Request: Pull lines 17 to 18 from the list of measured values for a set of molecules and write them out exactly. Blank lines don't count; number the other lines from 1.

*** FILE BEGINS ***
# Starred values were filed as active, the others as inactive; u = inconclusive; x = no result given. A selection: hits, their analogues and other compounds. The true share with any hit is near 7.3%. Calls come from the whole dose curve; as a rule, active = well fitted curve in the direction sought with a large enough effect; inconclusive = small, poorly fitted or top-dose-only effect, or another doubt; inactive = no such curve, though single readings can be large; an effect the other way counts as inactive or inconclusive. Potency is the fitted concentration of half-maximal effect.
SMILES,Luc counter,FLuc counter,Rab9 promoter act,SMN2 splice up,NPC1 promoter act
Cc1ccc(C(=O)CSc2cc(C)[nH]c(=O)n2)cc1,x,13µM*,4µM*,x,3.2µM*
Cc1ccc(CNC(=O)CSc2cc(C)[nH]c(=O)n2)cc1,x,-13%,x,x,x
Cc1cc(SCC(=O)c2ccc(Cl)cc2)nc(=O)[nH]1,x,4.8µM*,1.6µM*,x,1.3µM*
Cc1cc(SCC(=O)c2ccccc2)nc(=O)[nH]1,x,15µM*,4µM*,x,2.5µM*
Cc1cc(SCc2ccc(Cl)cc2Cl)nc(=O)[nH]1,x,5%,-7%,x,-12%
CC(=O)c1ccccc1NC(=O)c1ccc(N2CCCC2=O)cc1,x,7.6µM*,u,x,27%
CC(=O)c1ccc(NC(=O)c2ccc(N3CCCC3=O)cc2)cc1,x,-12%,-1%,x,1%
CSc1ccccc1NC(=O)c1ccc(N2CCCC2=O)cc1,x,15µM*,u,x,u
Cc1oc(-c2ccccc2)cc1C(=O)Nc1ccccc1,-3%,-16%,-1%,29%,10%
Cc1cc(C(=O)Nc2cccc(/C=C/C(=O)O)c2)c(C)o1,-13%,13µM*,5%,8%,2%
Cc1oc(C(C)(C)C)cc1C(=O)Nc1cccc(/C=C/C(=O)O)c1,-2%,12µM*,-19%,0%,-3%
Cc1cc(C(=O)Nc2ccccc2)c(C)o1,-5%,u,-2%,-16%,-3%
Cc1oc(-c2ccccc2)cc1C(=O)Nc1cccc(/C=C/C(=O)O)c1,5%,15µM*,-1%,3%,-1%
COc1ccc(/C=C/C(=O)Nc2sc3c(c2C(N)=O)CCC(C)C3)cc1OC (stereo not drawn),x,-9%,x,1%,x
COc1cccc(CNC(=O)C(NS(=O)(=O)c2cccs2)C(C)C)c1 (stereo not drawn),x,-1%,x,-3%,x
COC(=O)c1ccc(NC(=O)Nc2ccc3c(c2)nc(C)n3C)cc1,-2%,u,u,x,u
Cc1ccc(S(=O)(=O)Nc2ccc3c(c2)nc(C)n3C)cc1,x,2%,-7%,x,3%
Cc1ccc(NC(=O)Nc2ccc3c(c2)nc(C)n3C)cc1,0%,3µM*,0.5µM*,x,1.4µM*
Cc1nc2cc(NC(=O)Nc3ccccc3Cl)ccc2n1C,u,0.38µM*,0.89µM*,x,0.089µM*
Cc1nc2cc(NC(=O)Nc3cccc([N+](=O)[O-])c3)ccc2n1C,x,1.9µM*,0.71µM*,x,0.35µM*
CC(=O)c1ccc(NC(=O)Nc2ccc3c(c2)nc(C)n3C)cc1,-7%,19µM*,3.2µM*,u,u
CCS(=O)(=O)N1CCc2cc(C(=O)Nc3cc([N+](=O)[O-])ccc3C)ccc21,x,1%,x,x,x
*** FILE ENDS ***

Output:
COc1cccc(CNC(=O)C(NS(=O)(=O)c2cccs2)C(C)C)c1 (stereo not drawn),x,-1%,x,-3%,x
COC(=O)c1ccc(NC(=O)Nc2ccc3c(c2)nc(C)n3C)cc1,-2%,u,u,x,u